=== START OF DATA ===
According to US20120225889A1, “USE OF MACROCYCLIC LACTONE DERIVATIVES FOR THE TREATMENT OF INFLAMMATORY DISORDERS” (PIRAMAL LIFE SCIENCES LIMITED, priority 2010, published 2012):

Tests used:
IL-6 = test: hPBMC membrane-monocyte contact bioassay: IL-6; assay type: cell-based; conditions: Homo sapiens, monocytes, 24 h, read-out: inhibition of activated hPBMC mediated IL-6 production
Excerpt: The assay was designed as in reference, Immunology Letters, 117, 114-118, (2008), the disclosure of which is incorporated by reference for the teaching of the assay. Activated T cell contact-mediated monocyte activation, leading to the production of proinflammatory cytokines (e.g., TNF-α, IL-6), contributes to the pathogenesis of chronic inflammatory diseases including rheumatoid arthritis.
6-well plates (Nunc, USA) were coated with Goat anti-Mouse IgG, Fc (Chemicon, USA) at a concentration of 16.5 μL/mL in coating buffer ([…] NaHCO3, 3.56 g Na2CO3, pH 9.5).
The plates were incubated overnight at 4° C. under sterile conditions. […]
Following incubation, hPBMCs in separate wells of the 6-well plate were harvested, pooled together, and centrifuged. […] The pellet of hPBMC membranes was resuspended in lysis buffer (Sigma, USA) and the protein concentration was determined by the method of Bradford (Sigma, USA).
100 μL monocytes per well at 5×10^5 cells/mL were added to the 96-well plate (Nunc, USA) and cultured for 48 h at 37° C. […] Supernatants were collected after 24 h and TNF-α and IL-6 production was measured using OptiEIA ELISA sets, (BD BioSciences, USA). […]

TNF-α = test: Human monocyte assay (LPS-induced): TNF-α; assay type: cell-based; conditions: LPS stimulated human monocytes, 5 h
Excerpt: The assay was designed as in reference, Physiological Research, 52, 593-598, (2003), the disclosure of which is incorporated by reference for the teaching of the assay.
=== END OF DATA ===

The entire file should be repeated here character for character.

According to US20120225889A1, “USE OF MACROCYCLIC LACTONE DERIVATIVES FOR THE TREATMENT OF INFLAMMATORY DISORDERS” (PIRAMAL LIFE SCIENCES LIMITED, priority 2010, published 2012):

Tests used:
IL-6 = test: hPBMC membrane-monocyte contact bioassay: IL-6; assay type: cell-based; conditions: Homo sapiens, monocytes, 24 h, read-out: inhibition of activated hPBMC mediated IL-6 production
Excerpt: The assay was designed as in reference, Immunology Letters, 117, 114-118, (2008), the disclosure of which is incorporated by reference for the teaching of the assay. Activated T cell contact-mediated monocyte activation, leading to the production of proinflammatory cytokines (e.g., TNF-α, IL-6), contributes to the pathogenesis of chronic inflammatory diseases including rheumatoid arthritis.
6-well plates (Nunc, USA) were coated with Goat anti-Mouse IgG, Fc (Chemicon, USA) at a concentration of 16.5 μL/mL in coating buffer ([…] NaHCO3, 3.56 g Na2CO3, pH 9.5).
The plates were incubated overnight at 4° C. under sterile conditions. […]
Following incubation, hPBMCs in separate wells of the 6-well plate were harvested, pooled together, and centrifuged. […] The pellet of hPBMC membranes was resuspended in lysis buffer (Sigma, USA) and the protein concentration was determined by the method of Bradford (Sigma, USA).
100 μL monocytes per well at 5×10^5 cells/mL were added to the 96-well plate (Nunc, USA) and cultured for 48 h at 37° C. […] Supernatants were collected after 24 h and TNF-α and IL-6 production was measured using OptiEIA ELISA sets, (BD BioSciences, USA). […]

TNF-α = test: Human monocyte assay (LPS-induced): TNF-α; assay type: cell-based; conditions: LPS stimulated human monocytes, 5 h
Excerpt: The assay was designed as in reference, Physiological Research, 52, 593-598, (2003), the disclosure of which is incorporated by reference for the teaching of the assay.